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Immigration could hinge on August recess

Jul 18, 2013

"The White House and its immigration reform allies are banking on the August recess as their next — and possibly last — major opportunity to compel House Republicans to act.With the issue stalled in the House, the monthlong congressional break is the linchpin of a campaign that President Barack Obama, Senate immigration leaders and a broad coalition of groups now expect they’ll have to wage through the end of the year. They realize they must make progress in the next month to stand any chance of keeping the issue alive into the fall.

The Republican Conference meeting last week confirmed that the House leadership feels pressure to do something. Advocates claim that House members who knew little about the Senate bill are learning during one-on-one meetings that it’s not worlds away from what they could accept. And polls show that more voters align with Democrats than Republicans on the issue.But the task is enormous: Immigration proponents need to prove in August that Republicans can’t afford to sentence immigration to a slow death in the fall. Their strategy involves leveraging public pressure, playing legislative hardball and proving to Republicans that the only viable solution is a comprehensive one.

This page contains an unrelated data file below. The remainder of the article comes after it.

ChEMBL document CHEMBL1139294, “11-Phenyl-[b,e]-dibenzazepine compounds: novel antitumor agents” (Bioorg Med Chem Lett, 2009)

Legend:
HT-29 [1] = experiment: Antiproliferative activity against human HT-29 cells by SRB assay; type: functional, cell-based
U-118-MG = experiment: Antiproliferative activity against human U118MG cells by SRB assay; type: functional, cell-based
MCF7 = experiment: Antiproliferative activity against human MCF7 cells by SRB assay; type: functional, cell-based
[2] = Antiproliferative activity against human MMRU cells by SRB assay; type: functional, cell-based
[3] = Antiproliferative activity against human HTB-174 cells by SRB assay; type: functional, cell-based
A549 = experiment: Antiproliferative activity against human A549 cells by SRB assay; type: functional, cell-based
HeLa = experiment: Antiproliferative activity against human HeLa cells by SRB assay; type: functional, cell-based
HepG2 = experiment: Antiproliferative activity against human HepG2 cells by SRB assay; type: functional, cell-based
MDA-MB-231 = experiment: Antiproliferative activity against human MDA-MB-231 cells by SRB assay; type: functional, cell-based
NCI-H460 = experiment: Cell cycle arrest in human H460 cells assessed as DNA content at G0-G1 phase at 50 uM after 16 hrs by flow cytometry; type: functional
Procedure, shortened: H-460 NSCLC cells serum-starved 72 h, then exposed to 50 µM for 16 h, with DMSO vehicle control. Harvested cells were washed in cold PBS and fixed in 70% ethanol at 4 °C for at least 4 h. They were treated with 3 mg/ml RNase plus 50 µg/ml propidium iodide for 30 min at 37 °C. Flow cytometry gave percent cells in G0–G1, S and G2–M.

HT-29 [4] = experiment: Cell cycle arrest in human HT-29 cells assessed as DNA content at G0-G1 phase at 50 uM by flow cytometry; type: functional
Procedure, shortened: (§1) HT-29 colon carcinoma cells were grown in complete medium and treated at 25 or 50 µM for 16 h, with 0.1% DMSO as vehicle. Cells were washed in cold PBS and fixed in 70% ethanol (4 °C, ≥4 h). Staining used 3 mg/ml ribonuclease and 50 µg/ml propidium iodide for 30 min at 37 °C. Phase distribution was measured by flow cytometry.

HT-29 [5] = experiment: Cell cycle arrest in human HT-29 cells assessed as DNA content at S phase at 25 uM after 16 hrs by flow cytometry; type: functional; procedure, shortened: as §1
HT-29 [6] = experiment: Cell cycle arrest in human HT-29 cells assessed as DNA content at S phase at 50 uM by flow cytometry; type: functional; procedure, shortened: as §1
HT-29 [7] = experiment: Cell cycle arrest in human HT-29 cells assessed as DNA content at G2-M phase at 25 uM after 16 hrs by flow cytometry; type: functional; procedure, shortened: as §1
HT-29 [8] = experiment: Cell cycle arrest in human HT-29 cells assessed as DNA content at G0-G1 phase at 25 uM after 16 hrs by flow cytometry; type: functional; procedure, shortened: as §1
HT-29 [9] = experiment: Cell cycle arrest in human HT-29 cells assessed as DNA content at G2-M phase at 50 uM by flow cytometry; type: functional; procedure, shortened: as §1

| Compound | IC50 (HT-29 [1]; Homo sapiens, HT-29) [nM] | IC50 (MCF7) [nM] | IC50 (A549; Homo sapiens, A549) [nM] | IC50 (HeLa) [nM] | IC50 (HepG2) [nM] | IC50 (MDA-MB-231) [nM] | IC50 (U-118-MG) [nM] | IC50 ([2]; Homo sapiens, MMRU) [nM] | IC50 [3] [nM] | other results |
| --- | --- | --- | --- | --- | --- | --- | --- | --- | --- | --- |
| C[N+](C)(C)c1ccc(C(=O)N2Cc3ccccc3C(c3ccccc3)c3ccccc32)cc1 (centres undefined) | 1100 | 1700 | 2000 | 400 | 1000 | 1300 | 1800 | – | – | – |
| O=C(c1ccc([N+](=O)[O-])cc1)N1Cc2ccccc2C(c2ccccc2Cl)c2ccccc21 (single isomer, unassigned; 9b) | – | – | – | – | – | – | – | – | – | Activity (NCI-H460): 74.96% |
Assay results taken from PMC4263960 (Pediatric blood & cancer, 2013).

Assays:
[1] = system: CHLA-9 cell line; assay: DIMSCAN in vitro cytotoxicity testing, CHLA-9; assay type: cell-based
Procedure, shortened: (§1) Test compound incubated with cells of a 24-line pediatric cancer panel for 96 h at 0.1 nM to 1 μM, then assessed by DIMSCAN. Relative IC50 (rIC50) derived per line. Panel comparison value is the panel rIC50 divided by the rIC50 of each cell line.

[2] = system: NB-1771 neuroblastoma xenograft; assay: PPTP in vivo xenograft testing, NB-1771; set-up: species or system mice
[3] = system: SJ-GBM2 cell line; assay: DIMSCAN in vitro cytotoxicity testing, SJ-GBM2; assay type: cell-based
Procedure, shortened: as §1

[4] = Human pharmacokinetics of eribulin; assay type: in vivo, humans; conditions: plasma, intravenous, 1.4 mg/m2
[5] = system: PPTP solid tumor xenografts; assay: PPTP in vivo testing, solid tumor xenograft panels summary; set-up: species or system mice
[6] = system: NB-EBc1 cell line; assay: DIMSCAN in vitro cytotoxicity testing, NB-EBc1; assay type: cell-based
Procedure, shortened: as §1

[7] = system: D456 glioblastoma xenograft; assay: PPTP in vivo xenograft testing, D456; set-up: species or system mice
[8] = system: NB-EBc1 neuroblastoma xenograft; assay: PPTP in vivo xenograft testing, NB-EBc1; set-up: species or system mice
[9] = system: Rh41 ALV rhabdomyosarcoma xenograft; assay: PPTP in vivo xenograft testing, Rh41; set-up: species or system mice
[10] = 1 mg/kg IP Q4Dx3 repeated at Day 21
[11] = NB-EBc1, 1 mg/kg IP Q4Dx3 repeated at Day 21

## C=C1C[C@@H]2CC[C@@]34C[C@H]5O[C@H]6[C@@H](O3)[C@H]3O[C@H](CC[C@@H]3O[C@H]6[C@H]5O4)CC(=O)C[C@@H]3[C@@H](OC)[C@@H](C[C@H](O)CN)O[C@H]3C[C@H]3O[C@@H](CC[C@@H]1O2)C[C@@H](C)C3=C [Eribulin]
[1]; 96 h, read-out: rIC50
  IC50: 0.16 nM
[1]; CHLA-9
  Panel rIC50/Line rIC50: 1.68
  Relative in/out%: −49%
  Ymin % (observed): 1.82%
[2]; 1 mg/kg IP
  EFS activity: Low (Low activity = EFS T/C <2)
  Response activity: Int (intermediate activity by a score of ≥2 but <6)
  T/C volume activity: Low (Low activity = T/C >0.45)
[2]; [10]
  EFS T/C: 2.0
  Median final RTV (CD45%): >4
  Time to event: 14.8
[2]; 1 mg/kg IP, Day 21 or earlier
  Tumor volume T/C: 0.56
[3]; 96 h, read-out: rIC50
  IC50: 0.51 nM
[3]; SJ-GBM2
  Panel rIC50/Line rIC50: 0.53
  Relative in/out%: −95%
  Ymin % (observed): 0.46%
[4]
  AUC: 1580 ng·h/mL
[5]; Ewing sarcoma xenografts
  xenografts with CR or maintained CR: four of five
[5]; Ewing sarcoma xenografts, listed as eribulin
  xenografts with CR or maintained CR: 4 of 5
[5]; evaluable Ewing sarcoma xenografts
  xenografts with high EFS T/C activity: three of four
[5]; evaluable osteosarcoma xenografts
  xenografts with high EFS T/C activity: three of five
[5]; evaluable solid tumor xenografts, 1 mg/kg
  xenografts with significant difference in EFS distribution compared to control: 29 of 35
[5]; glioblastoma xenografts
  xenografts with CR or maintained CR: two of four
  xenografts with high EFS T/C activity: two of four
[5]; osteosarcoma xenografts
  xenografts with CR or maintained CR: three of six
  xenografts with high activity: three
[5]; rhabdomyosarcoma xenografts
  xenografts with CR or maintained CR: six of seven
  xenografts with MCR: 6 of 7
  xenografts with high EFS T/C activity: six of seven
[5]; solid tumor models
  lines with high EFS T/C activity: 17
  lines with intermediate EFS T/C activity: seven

One possibility is that Boehner attempts to pass a handful of piecemeal bills but ends up being stymied by two dozen or more conservatives who refuse to vote for anything that could set up a conference committee. House Democrats could also hold together and oppose any effort to deal with immigration through a step-by-step approach. If unable to produce a bill, Boehner could succumb to rising pressure from business, establishment Republicans, faith leaders and others to ultimately allow a vote on a comprehensive bill — and House members who oppose it wouldn’t revolt because they’ll just want it off their plate. In that scenario, Boehner would most likely feel pressure to bring up a bipartisan House bill, which is slated for release later this year. That bill is expected to hew further to the right than the Senate bill.

Another scenario is that the House passes legislation on border security and the DREAM Act, setting up a conference committee with the Senate. When it gets to conference, Senate reform backers would push to expand the scope of the negotiations and lobby Boehner to waive the so-called Hastert rule for the conference committee report, which requires a majority of the majority to support a bill before it receives a vote." - Politico

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